Of all the artists to emerge from the sprawling Odd Future collective, the Internet are, by some distance, the most musically intriguing. While Tyler, the Creator is still capable of grabbing the headlines through his lyrics, Syd and Matt Martian’s band have taken a less controversial route, releasing a string of hugely inventive and futuristic funk/soul albums: last year’s Hive Mind was typically great.
Tour begins 21 March, Brixton Academy, London
Idles’ second album, Joy As An Act of Resistance, made a big enough impact to warrant some writers dubbing them “the most important band in Britain”. Certainly, their arty, jagged take on punk carries a ferocious power, while Joe Talbot’s lyrics hold up a mirror to contemporary Britain with slashing wit and a real tenderness. But they’re a band who are really best experienced live in all their chaotic, tumultuous glory.
Tour begins 26 March, Leadmill, Sheffield
Julia Jacklin’s 2016 album Don’t Let the Kids Win was a minor masterpiece of off-kilter singer-songwriter quirkiness, its idiosyncrasies charming rather than irritating: witty songs about drugged-out boyfriends and wishing Zach Braff and Catherine Deneuve were her parents, with a country-ish lilt to the music. The forthcoming follow-up, Crushing, promises a “rejection of expectations” – starker, more personal, fewer laughs – but the single Body was still spine-tingling, and a handful of UK dates last November sold out.
Tour begins 26 March, Haunt, Brighton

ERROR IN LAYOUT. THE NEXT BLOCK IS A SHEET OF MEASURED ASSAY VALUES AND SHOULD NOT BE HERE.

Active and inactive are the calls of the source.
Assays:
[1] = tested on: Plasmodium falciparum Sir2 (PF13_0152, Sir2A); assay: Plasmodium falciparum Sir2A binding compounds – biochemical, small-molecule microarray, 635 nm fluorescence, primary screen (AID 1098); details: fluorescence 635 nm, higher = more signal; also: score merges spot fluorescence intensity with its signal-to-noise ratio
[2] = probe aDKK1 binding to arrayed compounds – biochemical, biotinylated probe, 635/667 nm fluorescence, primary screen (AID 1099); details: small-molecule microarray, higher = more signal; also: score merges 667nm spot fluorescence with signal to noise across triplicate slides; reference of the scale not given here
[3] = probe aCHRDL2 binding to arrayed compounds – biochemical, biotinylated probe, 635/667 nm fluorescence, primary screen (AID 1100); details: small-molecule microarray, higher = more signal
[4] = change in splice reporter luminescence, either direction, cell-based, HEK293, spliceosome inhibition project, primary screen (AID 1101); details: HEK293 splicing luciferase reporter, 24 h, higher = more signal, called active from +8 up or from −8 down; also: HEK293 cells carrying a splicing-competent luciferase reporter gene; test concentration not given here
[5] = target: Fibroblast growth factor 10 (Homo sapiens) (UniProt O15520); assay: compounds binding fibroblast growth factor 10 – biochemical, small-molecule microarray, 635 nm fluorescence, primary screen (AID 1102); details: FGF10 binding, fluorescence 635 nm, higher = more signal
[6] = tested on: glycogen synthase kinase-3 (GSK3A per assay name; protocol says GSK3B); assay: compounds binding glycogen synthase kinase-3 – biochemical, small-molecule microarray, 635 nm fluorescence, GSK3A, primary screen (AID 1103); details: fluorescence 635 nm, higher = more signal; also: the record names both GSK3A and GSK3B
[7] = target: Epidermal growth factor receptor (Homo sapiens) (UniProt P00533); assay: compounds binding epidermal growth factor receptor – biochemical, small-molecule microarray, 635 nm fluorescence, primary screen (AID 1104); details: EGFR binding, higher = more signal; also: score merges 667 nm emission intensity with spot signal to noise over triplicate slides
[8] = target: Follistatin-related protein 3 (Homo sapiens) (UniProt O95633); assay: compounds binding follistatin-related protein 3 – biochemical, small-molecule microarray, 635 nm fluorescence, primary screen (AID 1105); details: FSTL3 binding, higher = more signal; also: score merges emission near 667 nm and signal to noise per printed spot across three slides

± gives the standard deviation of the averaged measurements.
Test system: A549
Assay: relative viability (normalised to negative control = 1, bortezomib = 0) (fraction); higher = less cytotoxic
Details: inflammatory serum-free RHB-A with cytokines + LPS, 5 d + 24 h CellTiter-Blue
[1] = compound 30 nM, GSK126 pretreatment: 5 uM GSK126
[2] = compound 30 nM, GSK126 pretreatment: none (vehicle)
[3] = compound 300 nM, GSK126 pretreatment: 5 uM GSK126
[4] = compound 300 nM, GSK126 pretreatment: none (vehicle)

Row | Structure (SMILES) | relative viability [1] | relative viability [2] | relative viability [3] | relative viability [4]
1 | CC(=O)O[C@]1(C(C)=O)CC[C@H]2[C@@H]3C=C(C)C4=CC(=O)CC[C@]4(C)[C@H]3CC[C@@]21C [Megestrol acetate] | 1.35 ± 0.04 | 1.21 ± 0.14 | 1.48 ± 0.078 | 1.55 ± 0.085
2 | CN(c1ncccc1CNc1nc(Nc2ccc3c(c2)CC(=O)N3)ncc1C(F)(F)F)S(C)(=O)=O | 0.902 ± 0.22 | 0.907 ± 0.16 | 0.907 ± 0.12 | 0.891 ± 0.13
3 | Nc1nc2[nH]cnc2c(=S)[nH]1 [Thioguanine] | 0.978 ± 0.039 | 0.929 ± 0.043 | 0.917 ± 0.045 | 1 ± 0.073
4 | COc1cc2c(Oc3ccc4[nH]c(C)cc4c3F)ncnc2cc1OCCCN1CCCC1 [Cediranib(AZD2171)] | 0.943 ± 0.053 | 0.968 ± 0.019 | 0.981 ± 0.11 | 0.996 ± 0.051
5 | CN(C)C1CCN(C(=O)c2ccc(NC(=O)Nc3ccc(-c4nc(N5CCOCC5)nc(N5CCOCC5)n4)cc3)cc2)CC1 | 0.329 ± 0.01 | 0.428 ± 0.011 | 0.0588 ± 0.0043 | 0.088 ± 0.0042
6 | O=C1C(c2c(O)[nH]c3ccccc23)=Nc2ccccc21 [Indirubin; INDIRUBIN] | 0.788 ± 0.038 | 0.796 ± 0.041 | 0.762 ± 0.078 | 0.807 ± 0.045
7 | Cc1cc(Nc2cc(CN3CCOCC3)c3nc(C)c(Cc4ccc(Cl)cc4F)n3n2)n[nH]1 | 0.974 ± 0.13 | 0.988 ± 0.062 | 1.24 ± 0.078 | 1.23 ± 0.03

Ray BLK won the BBC’s Sound of 2017 poll, the first unsigned artist to do so. As perhaps should have been expected from an artist whose debut release was an EP based on Miss Havisham from Dickens’s Great Expectations, the path she has followed since has been intriguingly serpentine, some distance from the standard pop-R&B approach. Last year’s Empress, an eight-track project that featured Stormzy, offered ample evidence of her talent.
Kentish Town Forum, London, 28 March
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Serpentine … Ray BLK. Photograph: Olivia Rose
This sounds compellingly bizarre: the 78-year-old electronic pioneer heads out on his first tour, in which he will “conduct, play the vocoder, electronic effects and sounds, play the piano” and “share personal stories that have never left the walls of his studio before”. Titled A Celebration of the 80s, it will also feature a tribute to his most famous collaborator, Donna Summer.
Tour begins 1 April, Birmingham Symphony Hall
Stefflon Don is one of the few British MCs who appear to be making headway in the US, thanks partly to her collaborations with Demi Lovato, Future and French Montana, and partly, one suspects, because her flow is less obviously London-accented than her grime peers. She is the first UK artist ever to be included in hip-hop magazine XXL’s prestigious Freshman Class guide to future stars. Her live performances, too, are more spectacular and pop-facing than her grimier peers.